You have to get to know your cat and its personality. I know none of ours would sit still for having fake claws applied! We just give them pedicures every now and then. You can use the specialized cat nail trimmers, but we have found those work best on kittens. On an adult cat, the claws are thicker, and those don't cut well enough. We use the same thing our vet uses: ordinary human-type nail clippers.
Remember--Your Cat Depends On You
Adopting a cat is like adopting a child--a child that never grows up and remains dependent upon you for its care for all its life.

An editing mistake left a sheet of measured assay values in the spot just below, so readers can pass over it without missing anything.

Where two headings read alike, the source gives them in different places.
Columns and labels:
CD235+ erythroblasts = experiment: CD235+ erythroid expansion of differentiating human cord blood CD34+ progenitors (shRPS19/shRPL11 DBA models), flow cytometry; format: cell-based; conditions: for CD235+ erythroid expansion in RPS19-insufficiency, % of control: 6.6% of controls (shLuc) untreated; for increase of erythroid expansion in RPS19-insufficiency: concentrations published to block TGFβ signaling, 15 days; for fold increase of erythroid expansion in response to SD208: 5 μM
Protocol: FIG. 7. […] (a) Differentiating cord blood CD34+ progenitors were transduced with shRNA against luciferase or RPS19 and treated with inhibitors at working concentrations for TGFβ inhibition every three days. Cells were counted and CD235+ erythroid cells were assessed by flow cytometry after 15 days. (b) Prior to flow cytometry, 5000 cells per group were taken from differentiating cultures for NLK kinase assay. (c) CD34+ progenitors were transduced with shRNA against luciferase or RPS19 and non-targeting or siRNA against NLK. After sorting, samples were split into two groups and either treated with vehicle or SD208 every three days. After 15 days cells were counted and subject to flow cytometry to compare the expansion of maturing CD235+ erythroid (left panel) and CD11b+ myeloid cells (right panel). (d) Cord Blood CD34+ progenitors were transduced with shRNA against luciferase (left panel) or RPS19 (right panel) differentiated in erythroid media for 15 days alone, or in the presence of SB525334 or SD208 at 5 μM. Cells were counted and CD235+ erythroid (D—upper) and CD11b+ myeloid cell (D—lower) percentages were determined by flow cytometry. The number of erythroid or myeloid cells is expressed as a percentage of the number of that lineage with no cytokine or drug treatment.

Just as you would not cut off the ends of a childs fingers for continually reaching into the cookie jar or for drawing on the wall, please, never, ever even consider declawing a cat. If after reading this, you still feel that is an acceptable practice, then please, never adopt a cat!
The organization with which I volunteer, H.A.L.O. (Homeless Animals' Lifeline Organization) has potential adopters sign a paper promising to never declaw. If they seem inclined to insist, we show them the door and decline to place any of our kitties with that person. It is that important.
Love your cats; play with your cats; pet your cats, and you will have wonderful companions as long as they live!
© 2012 Liz Elias